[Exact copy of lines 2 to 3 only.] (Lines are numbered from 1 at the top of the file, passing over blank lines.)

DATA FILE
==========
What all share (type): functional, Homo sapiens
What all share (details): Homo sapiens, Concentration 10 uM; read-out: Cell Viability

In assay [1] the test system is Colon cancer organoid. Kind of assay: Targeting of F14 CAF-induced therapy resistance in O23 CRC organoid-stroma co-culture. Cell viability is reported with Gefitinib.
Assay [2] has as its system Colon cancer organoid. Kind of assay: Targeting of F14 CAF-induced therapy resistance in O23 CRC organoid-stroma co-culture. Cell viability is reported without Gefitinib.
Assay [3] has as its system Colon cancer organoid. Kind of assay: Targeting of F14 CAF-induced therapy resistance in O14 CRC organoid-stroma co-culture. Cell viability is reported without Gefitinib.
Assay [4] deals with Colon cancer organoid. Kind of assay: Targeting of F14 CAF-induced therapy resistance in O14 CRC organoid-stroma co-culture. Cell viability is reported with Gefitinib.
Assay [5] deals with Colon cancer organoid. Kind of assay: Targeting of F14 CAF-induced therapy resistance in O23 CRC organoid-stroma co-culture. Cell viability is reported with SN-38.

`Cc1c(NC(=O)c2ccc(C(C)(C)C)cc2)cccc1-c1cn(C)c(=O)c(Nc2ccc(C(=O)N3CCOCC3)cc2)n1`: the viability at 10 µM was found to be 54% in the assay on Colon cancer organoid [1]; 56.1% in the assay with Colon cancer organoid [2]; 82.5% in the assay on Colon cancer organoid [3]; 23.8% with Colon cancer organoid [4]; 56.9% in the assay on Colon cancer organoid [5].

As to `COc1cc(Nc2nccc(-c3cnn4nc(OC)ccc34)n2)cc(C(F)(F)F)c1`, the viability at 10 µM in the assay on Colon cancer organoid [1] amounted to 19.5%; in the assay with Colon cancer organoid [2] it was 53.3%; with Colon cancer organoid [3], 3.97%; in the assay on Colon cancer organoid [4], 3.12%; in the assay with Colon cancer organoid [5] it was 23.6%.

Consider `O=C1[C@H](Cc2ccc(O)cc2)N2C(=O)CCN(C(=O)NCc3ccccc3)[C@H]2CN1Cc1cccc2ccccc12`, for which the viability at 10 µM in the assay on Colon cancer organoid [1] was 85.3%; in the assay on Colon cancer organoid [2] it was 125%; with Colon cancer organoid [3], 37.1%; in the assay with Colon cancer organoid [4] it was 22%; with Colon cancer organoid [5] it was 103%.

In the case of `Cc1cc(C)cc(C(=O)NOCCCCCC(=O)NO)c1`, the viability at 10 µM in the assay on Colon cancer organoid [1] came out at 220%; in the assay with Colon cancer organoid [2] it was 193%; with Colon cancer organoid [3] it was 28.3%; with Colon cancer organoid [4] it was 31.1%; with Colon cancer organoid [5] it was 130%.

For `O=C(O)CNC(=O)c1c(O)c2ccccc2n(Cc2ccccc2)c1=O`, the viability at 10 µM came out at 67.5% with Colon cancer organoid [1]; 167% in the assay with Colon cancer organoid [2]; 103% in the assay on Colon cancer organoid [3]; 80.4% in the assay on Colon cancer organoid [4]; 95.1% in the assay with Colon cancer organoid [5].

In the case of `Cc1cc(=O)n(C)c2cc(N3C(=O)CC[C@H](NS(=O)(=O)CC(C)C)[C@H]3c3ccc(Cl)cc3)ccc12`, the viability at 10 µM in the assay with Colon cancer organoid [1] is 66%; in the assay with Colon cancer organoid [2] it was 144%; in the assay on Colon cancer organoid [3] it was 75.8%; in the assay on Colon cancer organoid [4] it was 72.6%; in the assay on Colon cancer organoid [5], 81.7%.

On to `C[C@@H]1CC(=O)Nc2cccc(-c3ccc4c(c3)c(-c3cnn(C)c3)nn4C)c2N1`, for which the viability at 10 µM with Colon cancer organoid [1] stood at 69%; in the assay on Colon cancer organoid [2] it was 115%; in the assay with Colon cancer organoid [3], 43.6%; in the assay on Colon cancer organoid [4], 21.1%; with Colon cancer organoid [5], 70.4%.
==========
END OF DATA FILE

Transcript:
What all share (details): Homo sapiens, Concentration 10 uM; read-out: Cell Viability

In assay [1] the test system is Colon cancer organoid. Kind of assay: Targeting of F14 CAF-induced therapy resistance in O23 CRC organoid-stroma co-culture. Cell viability is reported with Gefitinib.